Two traces working parallelly on a plane act as parallel plates of a capacitor separated by a dielectric. The change in the electric field between aggressor and victim is modeled as a capacitor. We know if there is a change in voltage in the capacitor, the electric field changes, and the displacement current is induced. Here, the capacitively coupled current is the crosstalk we refer to. This effect is known as parasitic capacitance. To learn more read how to reduce parasitic capacitance in PCB layout.

Mutual capacitive and inductive coupling

Inductive coupling through magnetic field rings

Magnetic coupling or inductive coupling is approximated by how much magnetic field rings revolve around the victim. The magnetic field change generated by the aggressor surrounding the victim results in changing the conduction current. Thus, voltage is induced on the victim line as per Faraday’s law of induction. This induced voltage drives the current in the form of crosstalk.

Broadside coupling

Generally, crosstalk happens between two adjacent traces on the same layer. In addition to that, parallel traces in the surroundings separated by a small dielectric contribute to crosstalk. This dielectric thickness can be either 4 mils (0.1mm) or less than the spacing between two traces. This is referred to as broadside coupling. 

What are the different types of crosstalk?

Here are different types of crosstalk:

 Based on the direction of propagation

  • Forward crosstalk: It propagates along the direction of the aggressor signal.

          Forward crosstalk = Capacitive coupling – Inductive coupling 

  • Backward crosstalk: It propagates in the opposite direction of the aggressor signal.

          Backward crosstalk = Capacitive coupling + Inductive coupling 

Forward and backward crosstalk

Based on measurement zone

  • Near-end crosstalk (NEXT): It refers to the noise on the driver side of the victim line.
  • Far-end crosstalk (FEXT):  It is the disturbance on the receiver side of the victim line.
Near-end and far-end crosstalk

NEXT and FEXT are measured with respect to the port to which the stimulus is applied. It can occur anywhere along a line, whether it is a dual conductor or single-ended. 

Differential NEXT and FEXT measurement

Note: The NEXT value is expressed in decibels (dB) and varies with the frequency of transmission. A higher dB of NEXT means less interference.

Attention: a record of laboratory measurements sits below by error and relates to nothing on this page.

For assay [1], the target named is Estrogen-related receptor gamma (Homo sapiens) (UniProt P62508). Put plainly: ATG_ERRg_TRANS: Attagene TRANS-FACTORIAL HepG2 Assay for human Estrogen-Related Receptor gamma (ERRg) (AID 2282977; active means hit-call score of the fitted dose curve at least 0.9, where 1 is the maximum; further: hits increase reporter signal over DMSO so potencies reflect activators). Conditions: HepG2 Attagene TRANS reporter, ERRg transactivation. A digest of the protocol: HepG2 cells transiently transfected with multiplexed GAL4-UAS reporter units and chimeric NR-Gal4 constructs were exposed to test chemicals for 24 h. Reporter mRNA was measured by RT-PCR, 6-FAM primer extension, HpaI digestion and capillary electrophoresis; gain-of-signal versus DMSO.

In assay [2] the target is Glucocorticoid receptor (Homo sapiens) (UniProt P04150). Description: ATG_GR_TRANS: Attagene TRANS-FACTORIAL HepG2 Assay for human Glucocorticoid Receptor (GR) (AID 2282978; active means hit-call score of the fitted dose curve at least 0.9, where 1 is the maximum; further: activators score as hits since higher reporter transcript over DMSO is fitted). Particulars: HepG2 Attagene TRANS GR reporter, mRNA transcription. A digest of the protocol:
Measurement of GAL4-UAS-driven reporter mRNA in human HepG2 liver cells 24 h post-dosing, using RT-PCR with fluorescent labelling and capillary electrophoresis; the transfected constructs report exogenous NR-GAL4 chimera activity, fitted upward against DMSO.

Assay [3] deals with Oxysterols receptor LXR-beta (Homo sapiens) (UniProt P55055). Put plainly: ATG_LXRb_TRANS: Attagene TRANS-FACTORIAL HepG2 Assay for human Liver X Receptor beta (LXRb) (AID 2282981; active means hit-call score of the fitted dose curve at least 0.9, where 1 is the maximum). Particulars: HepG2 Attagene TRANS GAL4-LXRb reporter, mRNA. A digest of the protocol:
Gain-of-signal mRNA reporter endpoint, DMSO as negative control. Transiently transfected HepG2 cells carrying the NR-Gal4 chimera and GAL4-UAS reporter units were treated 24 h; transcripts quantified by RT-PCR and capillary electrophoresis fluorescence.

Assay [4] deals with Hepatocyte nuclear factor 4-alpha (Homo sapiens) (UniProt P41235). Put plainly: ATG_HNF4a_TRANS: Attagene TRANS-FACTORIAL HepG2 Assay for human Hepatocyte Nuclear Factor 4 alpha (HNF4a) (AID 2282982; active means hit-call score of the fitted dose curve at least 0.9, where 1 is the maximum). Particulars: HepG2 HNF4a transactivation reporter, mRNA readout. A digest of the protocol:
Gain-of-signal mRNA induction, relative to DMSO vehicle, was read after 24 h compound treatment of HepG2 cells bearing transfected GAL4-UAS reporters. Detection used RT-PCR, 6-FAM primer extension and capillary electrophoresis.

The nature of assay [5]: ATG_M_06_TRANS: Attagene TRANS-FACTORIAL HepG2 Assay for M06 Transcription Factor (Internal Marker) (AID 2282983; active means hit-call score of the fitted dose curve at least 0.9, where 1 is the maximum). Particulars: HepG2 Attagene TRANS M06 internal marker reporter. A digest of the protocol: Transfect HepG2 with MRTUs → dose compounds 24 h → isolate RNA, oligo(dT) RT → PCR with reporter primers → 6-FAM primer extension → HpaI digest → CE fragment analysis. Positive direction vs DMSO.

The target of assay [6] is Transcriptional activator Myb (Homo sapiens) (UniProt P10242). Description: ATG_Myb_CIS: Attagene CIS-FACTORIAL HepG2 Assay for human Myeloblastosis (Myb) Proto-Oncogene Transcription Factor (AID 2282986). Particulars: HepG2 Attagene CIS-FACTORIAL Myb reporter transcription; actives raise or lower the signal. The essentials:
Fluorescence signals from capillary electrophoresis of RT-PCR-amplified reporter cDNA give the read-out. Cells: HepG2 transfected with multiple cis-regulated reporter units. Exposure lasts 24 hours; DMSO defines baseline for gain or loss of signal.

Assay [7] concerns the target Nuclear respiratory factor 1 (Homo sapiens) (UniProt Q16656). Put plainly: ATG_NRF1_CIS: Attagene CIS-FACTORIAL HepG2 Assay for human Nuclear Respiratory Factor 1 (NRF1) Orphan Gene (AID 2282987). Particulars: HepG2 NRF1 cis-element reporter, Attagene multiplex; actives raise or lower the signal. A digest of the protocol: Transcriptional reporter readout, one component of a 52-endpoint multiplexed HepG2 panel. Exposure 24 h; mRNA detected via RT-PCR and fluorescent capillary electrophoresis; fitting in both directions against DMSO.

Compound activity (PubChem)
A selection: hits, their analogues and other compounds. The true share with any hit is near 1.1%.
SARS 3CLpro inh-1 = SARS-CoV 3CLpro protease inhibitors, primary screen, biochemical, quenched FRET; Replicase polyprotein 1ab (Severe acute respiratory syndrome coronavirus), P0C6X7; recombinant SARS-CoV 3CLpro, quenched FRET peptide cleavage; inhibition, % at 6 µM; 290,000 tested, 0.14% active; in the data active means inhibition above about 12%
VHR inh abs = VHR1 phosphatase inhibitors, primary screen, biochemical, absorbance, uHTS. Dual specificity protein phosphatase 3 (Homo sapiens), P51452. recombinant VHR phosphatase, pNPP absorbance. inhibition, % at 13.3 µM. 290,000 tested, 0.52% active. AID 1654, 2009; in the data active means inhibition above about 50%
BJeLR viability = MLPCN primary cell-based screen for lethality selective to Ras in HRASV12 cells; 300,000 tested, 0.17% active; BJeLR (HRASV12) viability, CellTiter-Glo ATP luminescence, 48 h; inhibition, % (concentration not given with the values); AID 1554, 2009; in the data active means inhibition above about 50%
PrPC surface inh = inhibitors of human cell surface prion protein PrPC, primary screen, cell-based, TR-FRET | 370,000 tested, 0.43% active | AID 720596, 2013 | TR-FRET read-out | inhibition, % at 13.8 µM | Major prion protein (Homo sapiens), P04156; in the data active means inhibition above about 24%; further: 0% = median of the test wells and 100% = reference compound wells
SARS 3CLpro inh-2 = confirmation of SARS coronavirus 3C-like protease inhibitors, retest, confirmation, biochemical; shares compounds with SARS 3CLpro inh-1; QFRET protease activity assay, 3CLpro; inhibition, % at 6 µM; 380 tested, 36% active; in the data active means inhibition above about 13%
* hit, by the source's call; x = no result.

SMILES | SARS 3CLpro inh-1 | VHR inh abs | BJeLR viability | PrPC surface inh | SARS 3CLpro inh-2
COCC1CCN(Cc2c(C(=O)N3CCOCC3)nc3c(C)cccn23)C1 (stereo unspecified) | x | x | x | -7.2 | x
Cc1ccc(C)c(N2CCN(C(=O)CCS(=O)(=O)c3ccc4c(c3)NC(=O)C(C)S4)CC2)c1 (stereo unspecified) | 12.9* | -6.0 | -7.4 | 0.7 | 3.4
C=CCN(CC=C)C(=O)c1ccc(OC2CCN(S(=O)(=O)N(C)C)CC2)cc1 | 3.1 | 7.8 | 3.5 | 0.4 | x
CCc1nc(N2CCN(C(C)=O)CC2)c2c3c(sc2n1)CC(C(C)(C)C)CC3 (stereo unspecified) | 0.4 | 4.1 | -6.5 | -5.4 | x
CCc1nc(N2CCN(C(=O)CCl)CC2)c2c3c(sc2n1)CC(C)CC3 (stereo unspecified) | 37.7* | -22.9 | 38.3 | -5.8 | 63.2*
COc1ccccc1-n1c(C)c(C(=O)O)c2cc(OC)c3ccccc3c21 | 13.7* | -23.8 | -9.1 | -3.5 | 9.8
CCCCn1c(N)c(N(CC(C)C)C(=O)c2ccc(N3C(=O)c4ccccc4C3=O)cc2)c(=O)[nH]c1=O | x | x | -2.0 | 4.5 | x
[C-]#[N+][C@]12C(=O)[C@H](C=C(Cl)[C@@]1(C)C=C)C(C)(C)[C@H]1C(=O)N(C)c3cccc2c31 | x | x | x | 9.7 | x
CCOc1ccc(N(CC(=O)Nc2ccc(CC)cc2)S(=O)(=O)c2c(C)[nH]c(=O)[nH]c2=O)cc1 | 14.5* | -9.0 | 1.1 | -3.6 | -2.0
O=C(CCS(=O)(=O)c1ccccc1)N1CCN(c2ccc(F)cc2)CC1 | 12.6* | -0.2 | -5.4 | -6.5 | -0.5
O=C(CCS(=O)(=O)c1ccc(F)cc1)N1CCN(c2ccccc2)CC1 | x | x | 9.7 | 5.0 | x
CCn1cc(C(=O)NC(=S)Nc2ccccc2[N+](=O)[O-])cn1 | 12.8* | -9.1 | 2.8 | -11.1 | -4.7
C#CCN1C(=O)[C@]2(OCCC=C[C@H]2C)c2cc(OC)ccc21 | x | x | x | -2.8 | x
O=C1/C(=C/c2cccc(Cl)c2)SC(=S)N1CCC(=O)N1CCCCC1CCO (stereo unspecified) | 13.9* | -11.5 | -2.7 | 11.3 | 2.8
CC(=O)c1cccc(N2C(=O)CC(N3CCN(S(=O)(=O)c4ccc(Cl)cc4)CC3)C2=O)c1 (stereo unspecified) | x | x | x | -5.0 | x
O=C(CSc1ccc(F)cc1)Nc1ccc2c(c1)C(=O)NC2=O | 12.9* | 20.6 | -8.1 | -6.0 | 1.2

Based on quantification

  • Power-sum-NEXT(PS-NEXT): Absolute or relative power of near-end crosstalk. PSNEXT gives total crosstalks from all the adjacent pairs and involves measuring all pair-to-pair groupings relative to power.
  • Power-sum-FEXT (PS-FEXT): Absolute or relative power of far-end crosstalk.
  • Power-sum-equal-level-crosstalk (PS-ELFEXT): Sum of PS-NEXT and PS-FEXT.

Alien crosstalk

Alien crosstalk is very complex and cannot be eliminated easily by phase cancellation. Here, multiple signals of different frequencies mix up with the victim signal, and the situation gets worse when bandwidth has to be increased for a faster response. Shielding is not sufficient to prevent this from occurring. Crosstalk can also be measured using a TDR. For more details, read our post on how TDR impedance measurements work.




Alien crosstalk


S-parameters describe the microwave properties of interconnects in PCBs. Each S-parameter element is basically the ratio of sine wave coming out of the terminating end of an interconnect to the sine wave entering the starting terminal of another interconnect. As they are ratios of sine waves, each element (S31 and S41) is complex. Standard impedance is always 50Ω.  

S-parameters are used for the basic analysis of crosstalk. They automatically detect the port into which the signal enters and the port from which the signal comes out. It is crucial to determine how much crosstalk occurs in the lines as well as the direction of noise on the victim line. Because of this fact, the two ends of the victim line are separately marked. S31 is the noise on the victim line end which is nearest to the aggressor, called near-end crosstalk. S31 propagates in the backward direction. The far-end crosstalk is measured from the farthest port of the victim with respect to the aggressor signal. It propagates in the forward direction.

Le croy VNA result. Image credit: EDN

Even though S31 and S41 measure noise on the same victim caused by the same aggressor, their values differ. Here it can be shown by Le croy signal integrity network analyzer.